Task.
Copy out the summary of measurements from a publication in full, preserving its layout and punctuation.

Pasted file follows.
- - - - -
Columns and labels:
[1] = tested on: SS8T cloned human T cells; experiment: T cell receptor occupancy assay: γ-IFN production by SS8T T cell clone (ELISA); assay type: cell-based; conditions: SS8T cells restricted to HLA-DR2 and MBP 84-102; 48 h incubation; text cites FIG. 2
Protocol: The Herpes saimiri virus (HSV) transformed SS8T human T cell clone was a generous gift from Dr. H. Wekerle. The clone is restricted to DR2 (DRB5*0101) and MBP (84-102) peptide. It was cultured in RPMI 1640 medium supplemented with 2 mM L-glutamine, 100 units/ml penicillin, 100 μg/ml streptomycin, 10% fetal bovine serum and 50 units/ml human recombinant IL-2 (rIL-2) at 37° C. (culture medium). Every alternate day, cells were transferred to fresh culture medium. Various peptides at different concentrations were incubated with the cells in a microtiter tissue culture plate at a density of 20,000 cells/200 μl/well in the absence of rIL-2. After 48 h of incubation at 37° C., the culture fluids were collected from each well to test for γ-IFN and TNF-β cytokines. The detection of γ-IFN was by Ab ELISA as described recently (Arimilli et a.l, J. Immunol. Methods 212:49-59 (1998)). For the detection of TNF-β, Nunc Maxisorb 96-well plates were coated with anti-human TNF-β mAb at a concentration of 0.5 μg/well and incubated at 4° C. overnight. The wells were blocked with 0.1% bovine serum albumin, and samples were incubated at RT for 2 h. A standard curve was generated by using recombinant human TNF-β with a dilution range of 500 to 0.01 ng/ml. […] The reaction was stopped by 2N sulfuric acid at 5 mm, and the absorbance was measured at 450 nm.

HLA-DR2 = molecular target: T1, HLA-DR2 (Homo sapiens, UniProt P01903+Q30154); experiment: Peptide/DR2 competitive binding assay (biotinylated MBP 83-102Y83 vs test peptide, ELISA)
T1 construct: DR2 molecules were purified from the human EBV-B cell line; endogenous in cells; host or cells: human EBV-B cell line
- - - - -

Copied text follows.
Columns and labels:
[1] = tested on: SS8T cloned human T cells; experiment: T cell receptor occupancy assay: γ-IFN production by SS8T T cell clone (ELISA); assay type: cell-based; conditions: SS8T cells restricted to HLA-DR2 and MBP 84-102; 48 h incubation; text cites FIG. 2
Protocol: The Herpes saimiri virus (HSV) transformed SS8T human T cell clone was a generous gift from Dr. H. Wekerle. The clone is restricted to DR2 (DRB5*0101) and MBP (84-102) peptide. It was cultured in RPMI 1640 medium supplemented with 2 mM L-glutamine, 100 units/ml penicillin, 100 μg/ml streptomycin, 10% fetal bovine serum and 50 units/ml human recombinant IL-2 (rIL-2) at 37° C. (culture medium). Every alternate day, cells were transferred to fresh culture medium. Various peptides at different concentrations were incubated with the cells in a microtiter tissue culture plate at a density of 20,000 cells/200 μl/well in the absence of rIL-2. After 48 h of incubation at 37° C., the culture fluids were collected from each well to test for γ-IFN and TNF-β cytokines. The detection of γ-IFN was by Ab ELISA as described recently (Arimilli et a.l, J. Immunol. Methods 212:49-59 (1998)). For the detection of TNF-β, Nunc Maxisorb 96-well plates were coated with anti-human TNF-β mAb at a concentration of 0.5 μg/well and incubated at 4° C. overnight. The wells were blocked with 0.1% bovine serum albumin, and samples were incubated at RT for 2 h. A standard curve was generated by using recombinant human TNF-β with a dilution range of 500 to 0.01 ng/ml. […] The reaction was stopped by 2N sulfuric acid at 5 mm, and the absorbance was measured at 450 nm.

HLA-DR2 = molecular target: T1, HLA-DR2 (Homo sapiens, UniProt P01903+Q30154); experiment: Peptide/DR2 competitive binding assay (biotinylated MBP 83-102Y83 vs test peptide, ELISA)
T1 construct: DR2 molecules were purified from the human EBV-B cell line; endogenous in cells; host or cells: human EBV-B cell line